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Homework HeLP

  1. Mar 5, 2004 #1
    I was just wondering. How come the gravitational field strength of the sun is much larger than the gravitational field strength of the moon at when you calculate both values at Earth's position?
  2. jcsd
  3. Mar 5, 2004 #2

    Doc Al

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    Staff: Mentor

    The sun is much bigger. (About 30 million times as massive as the moon.)
  4. Mar 5, 2004 #3
    Well, it should really be said that the sun is more massive than the moon by a larger amount than the square of the ratio of the distance between the Earth and the Sun and the distance between the Earth and the Moon.

  5. Mar 5, 2004 #4
    Yeah, I was gonna put something like that. What about the force of "attraction" (distance) or something?
  6. Mar 5, 2004 #5
    Newton's Law of Gravitation:

    [tex]F_g = G\frac{m_1m_2}{r^2}[/tex]
    where G is the graviational constant, [itex]m_1[/itex] is the mass of the first body, [itex]m_2[/itex] is the mass of the second, and r is the distance between them.

    The ratio of the two forces are

    [tex]\frac{F_\textrm{Sun on Earth}}{F_\textrm{Moon on Earth}} = \frac{G}{G}\frac{m_\textrm{Sun}}{m_\textrm{Moon}}\frac{m_\textrm{Earth}}{m_\textrm{Earth}}\frac{r_\textrm{Moon to Earth}^2}{r_\textrm{Sun to Earth}^2} = \frac{m_\textrm{Sun}}{m_\textrm{Moon}}\frac{r_\textrm{Moon to Earth}^2}{r_\textrm{Sun to Earth}^2} [/tex]

    You want the ratio on the left-hand-side to be greater than one, so this inequality follows naturally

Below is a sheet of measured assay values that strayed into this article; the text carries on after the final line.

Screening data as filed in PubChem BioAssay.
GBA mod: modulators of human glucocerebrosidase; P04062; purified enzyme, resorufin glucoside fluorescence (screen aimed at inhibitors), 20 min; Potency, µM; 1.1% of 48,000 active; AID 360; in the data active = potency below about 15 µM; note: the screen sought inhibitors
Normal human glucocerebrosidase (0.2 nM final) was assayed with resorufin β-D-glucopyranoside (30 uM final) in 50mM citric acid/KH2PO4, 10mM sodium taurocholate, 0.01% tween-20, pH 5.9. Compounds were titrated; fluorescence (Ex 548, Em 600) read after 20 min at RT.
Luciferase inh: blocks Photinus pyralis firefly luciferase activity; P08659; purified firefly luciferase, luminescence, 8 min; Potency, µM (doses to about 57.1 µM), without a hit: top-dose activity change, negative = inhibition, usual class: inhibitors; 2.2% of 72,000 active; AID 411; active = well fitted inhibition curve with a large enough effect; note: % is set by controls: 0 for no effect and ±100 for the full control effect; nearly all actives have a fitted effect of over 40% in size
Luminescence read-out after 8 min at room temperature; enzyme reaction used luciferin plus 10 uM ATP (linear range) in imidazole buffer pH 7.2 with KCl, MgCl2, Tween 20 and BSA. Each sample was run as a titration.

[tex]m_\textrm{Moon}r_\textrm{Sun to Earth}^2 < m_\textrm{Sun}r_\textrm{Moon to Earth}^2[/tex]

    which can be rewritten in the form

    [tex]m_\textrm{Sun} > m_\textrm{Moon}\Big(\frac{r_\textrm{Sun to Earth}}{r_\textrm{Moon to Earth}}\Big)^2[/tex]

    which is the ratio I described.


    Edit: Thought this inequality was closest to what I said.
    Last edited: Mar 5, 2004
  7. Mar 5, 2004 #6
    How do I do these 2 questions:

    1. Calculate the net gravitational field strength due to the moon and Earth halfway between Earth (Mass of earth=5.98 times 10 to the 24 kg) and the moon (Mmoon=7.349 times 10 to the 22 kg). The moon's mean orbital radius is 3.845 times 10 to the 8 meters.)

    2. Find the gravitational field strength on the surface of Jupiter. Jupiter's diameter is 1.428 times ten to the 5 km and its mass if 317.83 times that of Earth.
  8. Mar 5, 2004 #7
    Use Newton's Law of Gravitation for both.

    [tex]G = 6.67~\times~10^{-11}\frac{\textrm{N}\cdot\textrm{m}^2}{\textrm{kg}^2}[/tex]

  9. Mar 5, 2004 #8
    I know that....but my English kinda sucks. I wouldn't know which radius or which mass to use....
  10. Mar 5, 2004 #9
    They want the gravitational forces due to the Earth and due to the Moon half-way between the two. The Moon orbits the Earth at, on average, [itex]3.845~\times~10^8\textrm{m}[/itex], so half-way between the two would be half of this number.

    They want the gravitational force due to Jupiter if you were on the "surface" of Jupiter (a slippery term, indeed!). They noted that the diameter (twice the radius) of Jupiter is [itex]1.428~\times~10^5\textrm{km}[/itex]. Divide this in half to get the radius. Don't forget to convert kilometers to meters!

  11. Mar 17, 2004 #10
    Thank you cookiemonster for the help. I've solved the question. Sorry for getting back to you so late. By the way, I need help again....here's the question:

    If you take your electric razor, which has a resistance of 440 Ohms to Europe, where the voltage is twice as high, what factor will the current through the razor change? Will this be of any concern to you? Explain.

    BTW, I just had a quiz on Ohm's Law and Power....I thought I failed it, but I got 100%! *ScArY*
  12. Mar 18, 2004 #11
    The subscript A denotes (in America) and E (in Europe).

    [tex]I_{A} = \frac{V_{A}}{R}[/tex]

    [tex]I_{E} = \frac{2\times{V_{A}}}{R} = 2\times{\frac{V_{A}}{R}} [/tex]

    Now substitute [tex]I_{A}[/tex] for [tex]\frac{V_{A}}{R}[/tex]

    [tex]I_{E} = 2\times{I_{A}}[/tex]
    Last edited: Mar 18, 2004
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